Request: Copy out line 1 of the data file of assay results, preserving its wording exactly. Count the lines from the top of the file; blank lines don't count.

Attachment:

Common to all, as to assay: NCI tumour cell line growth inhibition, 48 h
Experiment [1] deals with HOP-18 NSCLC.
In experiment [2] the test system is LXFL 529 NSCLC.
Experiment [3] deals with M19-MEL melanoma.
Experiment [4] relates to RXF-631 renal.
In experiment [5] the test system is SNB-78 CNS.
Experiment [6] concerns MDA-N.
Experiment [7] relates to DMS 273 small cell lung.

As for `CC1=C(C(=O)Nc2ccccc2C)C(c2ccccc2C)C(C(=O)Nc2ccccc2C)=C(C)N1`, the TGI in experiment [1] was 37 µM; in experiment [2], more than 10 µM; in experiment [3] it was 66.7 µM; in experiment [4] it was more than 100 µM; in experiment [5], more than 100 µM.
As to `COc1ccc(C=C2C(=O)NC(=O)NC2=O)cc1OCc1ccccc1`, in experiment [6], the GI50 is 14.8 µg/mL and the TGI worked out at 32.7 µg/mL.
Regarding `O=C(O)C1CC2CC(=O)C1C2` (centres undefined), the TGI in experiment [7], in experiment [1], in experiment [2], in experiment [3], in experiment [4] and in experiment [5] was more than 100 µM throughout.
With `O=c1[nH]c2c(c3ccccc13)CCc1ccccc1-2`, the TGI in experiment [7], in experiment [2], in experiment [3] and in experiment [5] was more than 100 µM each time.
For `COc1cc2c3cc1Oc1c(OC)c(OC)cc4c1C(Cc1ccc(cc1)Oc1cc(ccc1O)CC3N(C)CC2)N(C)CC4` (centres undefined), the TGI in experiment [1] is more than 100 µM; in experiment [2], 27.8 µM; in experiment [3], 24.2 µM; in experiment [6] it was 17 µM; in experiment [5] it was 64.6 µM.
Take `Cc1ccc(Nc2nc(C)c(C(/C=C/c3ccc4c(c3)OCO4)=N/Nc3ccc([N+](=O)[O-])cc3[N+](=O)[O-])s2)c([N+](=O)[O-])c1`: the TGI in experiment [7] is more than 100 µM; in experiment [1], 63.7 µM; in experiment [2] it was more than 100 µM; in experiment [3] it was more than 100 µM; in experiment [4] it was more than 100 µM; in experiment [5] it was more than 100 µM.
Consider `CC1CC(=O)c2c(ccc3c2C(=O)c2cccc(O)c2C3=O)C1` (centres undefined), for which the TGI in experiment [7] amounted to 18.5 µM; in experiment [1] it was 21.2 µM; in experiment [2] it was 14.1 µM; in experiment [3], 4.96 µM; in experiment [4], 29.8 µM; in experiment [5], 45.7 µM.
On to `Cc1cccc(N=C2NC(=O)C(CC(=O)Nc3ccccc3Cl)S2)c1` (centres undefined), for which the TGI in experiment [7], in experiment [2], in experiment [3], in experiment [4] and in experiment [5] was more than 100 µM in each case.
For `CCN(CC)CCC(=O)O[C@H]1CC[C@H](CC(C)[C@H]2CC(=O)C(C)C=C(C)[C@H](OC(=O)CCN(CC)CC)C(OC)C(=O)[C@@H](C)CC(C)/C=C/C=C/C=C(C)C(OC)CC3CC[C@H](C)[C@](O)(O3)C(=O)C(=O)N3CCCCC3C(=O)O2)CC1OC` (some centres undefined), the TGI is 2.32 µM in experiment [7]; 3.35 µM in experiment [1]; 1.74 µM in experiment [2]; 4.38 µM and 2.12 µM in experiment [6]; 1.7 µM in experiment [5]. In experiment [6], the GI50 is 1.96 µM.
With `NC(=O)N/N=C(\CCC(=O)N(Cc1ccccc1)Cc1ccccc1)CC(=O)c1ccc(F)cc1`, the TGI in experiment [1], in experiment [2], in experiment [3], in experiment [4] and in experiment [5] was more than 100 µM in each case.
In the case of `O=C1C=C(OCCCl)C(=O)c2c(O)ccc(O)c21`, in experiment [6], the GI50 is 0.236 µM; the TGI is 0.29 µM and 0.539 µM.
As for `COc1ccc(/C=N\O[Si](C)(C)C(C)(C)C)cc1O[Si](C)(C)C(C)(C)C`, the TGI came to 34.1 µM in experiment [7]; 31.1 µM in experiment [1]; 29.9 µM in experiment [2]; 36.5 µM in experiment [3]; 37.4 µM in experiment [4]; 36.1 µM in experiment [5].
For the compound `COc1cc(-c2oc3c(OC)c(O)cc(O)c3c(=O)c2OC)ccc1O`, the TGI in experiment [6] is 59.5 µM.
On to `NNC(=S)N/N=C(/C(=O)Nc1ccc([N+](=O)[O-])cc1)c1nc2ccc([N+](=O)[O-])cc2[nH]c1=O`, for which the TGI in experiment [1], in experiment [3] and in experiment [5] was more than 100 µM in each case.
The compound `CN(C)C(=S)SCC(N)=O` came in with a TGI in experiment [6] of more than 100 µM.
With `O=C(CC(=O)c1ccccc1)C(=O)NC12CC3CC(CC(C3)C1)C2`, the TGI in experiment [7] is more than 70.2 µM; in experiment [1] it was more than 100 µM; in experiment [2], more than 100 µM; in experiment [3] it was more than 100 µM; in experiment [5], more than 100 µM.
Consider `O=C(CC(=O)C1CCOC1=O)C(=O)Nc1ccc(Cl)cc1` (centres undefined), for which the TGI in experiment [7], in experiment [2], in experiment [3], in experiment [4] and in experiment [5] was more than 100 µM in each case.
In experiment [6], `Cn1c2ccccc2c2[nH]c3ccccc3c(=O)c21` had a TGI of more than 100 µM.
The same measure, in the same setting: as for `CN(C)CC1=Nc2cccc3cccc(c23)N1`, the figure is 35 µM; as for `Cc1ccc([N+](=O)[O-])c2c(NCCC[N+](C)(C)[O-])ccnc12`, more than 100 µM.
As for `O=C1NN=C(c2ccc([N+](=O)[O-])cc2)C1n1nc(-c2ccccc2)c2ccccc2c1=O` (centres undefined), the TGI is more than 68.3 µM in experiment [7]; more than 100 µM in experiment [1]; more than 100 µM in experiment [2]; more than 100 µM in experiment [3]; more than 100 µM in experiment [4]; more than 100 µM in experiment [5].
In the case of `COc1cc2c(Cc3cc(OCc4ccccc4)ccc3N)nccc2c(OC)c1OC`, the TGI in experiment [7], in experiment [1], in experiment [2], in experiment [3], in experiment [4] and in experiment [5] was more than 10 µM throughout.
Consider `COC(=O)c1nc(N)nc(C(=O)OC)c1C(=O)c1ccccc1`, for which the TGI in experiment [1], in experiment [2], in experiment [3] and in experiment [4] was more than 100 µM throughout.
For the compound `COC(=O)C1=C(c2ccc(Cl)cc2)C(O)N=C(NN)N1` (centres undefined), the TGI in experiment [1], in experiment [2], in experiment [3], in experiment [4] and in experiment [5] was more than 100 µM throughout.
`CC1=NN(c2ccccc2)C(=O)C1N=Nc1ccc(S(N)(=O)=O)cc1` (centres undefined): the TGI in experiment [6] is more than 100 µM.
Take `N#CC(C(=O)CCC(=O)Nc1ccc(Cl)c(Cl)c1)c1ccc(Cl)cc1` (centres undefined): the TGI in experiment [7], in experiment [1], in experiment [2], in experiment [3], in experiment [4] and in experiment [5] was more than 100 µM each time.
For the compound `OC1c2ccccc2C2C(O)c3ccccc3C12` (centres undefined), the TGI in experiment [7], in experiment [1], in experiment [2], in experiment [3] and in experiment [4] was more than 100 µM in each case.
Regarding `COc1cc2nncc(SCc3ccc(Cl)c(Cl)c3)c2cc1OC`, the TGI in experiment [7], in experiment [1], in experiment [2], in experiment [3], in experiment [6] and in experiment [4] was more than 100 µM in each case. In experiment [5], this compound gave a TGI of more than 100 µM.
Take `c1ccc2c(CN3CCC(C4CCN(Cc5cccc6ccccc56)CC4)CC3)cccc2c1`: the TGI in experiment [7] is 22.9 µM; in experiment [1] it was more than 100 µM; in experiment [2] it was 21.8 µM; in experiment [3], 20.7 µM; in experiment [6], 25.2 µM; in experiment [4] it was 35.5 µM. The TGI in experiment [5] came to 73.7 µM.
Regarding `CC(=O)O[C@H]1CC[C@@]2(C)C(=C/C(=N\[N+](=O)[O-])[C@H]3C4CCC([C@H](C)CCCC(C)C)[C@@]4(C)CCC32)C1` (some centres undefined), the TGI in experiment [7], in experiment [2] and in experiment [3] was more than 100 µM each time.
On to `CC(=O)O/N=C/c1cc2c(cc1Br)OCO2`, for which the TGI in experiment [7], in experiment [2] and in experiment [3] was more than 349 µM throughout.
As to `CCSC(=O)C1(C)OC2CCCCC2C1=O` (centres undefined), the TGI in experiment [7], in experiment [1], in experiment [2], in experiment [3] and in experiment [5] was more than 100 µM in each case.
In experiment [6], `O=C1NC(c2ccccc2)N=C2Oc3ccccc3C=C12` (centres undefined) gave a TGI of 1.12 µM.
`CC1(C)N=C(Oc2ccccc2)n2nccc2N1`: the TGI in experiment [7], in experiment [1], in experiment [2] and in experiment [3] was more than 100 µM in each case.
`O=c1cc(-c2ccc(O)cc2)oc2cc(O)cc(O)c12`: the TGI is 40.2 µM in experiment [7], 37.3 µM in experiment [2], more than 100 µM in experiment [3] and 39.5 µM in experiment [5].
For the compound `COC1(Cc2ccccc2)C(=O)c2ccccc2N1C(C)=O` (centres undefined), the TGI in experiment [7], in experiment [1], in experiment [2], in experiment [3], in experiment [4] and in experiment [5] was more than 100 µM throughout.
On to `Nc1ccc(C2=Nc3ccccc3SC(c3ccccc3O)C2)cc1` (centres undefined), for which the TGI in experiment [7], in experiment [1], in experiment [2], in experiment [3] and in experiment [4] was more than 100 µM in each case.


Common to all, as to assay: NCI tumour cell line growth inhibition, 48 h